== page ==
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Allen Edmonds Appreciation Thread - Page 1084

post #16246 of 50993

Just an FYI, AE has more of their new Spring 2013 styles up. 

 

http://www.allenedmonds.com/aeonline/cati2_Shoes_1_40000000001_-1_1_image_0_N_120552_120552_109902_subcategory?utm_source=onsite&utm_medium=desktop&utm_campaign=20130203_newstyles&utm_content=interrupter

 

So far my disappointment with the new offerings continues. sneaky2.gif  So far they seem to be emphasizing the cheap ae by Allen Edmonds, the Rough Collection (which has taken a turn for the worse in my opinion) and the orthotic line this year.  The Franciscan isn't too bad, but I'm just not a Monk wearer myself.  I've really been hoping for some new shoes that could fall into the Timeless Classics category, that can be worn with suits.  I guess if you need orthotics, there is cause to be excited.  Hopefully there is still hope for the regular high quality offerings. 

post #16247 of 50993
Quote:
Originally Posted by Christian B View Post


That is not normal at all, I suspect that you apply way, WAY yo much cream on your shoes. Remember thatyou should onlye use about a peasized amount on the whole shoe when polishing with crema, and rather brush them than applying additional cream when they don't shine. Sorry, but the way they are they don't look good at all.

I definitely do use more than a pea size amount.  I do use Reno before using the cream too.  Any tips to take care of this?  Perhaps I should only use reno from here on out?  I have Lexol cleaner that I could use to strip it down.

post #16248 of 50993
I would reccomend washing them first with lexol cleaner and then using Saphir Renomat to get all the funk off, that should get rid of huge amounts. For further use I would apply very thin layers and to minimize the use of cream on areas that bends.
post #16249 of 50993
Quote:
Originally Posted by Christian B View Post

I would reccomend washing them first with lexol cleaner and then using Saphir Renomat to get all the funk off, that should get rid of huge amounts. For further use I would apply very thin layers and to minimize the use of cream on areas that bends.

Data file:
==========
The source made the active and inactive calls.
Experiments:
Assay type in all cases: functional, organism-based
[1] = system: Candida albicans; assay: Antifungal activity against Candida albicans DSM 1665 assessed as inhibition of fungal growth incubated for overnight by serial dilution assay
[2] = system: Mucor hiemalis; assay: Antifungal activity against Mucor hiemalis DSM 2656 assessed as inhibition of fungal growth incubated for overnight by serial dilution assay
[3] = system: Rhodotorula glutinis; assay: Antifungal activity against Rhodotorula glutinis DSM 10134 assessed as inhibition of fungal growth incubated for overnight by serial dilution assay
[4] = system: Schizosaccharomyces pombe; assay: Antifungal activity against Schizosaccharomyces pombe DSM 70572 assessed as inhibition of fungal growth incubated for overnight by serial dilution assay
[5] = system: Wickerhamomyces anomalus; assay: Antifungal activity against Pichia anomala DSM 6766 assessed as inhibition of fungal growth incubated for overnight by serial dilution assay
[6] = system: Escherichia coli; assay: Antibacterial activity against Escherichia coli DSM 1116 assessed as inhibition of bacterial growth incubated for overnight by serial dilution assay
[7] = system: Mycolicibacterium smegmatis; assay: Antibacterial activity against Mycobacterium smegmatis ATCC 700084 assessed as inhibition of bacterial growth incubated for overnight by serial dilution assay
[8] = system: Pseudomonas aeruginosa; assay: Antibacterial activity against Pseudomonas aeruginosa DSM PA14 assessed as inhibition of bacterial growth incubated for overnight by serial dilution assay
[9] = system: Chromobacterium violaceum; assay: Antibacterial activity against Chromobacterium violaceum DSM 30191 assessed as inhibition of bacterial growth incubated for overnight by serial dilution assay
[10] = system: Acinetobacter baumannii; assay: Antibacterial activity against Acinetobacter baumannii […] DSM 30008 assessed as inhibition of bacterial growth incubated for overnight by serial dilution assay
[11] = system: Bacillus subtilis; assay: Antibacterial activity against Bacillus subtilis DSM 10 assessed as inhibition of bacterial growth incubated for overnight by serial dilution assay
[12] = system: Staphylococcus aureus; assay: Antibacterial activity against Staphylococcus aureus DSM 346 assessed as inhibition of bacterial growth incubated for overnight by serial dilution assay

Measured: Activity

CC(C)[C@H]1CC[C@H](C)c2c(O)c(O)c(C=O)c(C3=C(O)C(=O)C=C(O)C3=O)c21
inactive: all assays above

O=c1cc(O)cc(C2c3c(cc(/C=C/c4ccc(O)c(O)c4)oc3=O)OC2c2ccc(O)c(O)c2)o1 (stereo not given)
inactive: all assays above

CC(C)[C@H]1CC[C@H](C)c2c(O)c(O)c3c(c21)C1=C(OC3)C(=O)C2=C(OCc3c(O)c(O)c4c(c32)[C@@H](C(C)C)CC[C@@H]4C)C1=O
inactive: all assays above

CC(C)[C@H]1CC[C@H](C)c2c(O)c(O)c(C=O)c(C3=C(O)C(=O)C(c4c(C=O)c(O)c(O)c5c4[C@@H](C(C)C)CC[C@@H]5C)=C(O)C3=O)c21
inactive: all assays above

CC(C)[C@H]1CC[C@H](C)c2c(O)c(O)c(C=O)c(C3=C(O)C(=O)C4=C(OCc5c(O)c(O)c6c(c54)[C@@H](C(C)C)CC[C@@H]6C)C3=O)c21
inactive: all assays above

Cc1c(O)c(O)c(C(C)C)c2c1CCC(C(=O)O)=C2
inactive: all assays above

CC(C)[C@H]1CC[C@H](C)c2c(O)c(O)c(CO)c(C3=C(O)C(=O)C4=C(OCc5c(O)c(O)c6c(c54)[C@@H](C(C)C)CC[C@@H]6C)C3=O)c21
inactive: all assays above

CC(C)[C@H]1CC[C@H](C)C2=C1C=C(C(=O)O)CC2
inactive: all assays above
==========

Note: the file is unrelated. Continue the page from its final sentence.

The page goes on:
OK, thank you!  I have the Lexol cleaner already and don't have renomat, so I'll use that up first. 

 

I will also only use reno when cleaning/conditioning in the future, using creams I guess every 15 wearings or so.  I suspect I was using too much cream.

post #16250 of 50993
Quote:
Originally Posted by Christian B View Post

I would reccomend washing them first with lexol cleaner and then using Saphir Renomat to get all the funk off, that should get rid of huge amounts. For further use I would apply very thin layers and to minimize the use of cream on areas that bends.

 

Good advice.  If the shoes are ready for a resole, I would consider just sending them in for recrafting.  Part of the recrafting process is stripping off all of the old layers of polish and wax.

post #16251 of 50993
Quote:
Originally Posted by MoneyWellSpent View Post

 

 

Agree with jjr4884.  The Conditioner/Cleaner does just as it's name implies, and it will keep your shoes in good shape without polishing every time.  Personally, I just use Conditioner/Cleaner and then a thin layer of polish pretty much every time I sit down for a "polishing session."  A few times, I have just used Conditioner/Cleaner by itself, but usually only if my shoes got a little wet and I didn't have time to do a full polishing.  Whatever you do, don't do it the other way around and only use polish without first using Conditioner/Cleaner. 

 

For my shoes that I use the AE conditioner/cleaner, I alternate between polish only and condition/clean followed by polish.  There are conditioners in the polish that make it questionable how often you need to use the conditioner/cleaner. 

post #16252 of 50993
Quote:
Originally Posted by Al in Philly View Post

OK, thank you!  I have the Lexol cleaner already and don't have renomat, so I'll use that up first. 

I will also only use reno when cleaning/conditioning in the future, using creams I guess every 15 wearings or so.  I suspect I was using too much cream.

See this as well:
Quote:
Originally Posted by Christian B View Post

Before polishing further, read this and this, and watch this. You should be able to do it in about 15 minutes after you got the hang of it.

Quote:
Originally Posted by New Shoes1 View Post

Good advice.  If the shoes are ready for a resole, I would consider just sending them in for recrafting.  Part of the recrafting process is stripping off all of the old layers of polish and wax.

Fully agree, but I belive these are not as much worn as they look.
post #16253 of 50993
Quote:
Originally Posted by New Shoes1 View Post

 

Good advice.  If the shoes are ready for a resole, I would consider just sending them in for recrafting.  Part of the recrafting process is stripping off all of the old layers of polish and wax.

They are not ready yet.  I could send them in for just an upper recraft, no?

post #16254 of 50993
Quote:
Originally Posted by MoneyWellSpent View Post

Just an FYI, AE has more of their new Spring 2013 styles up.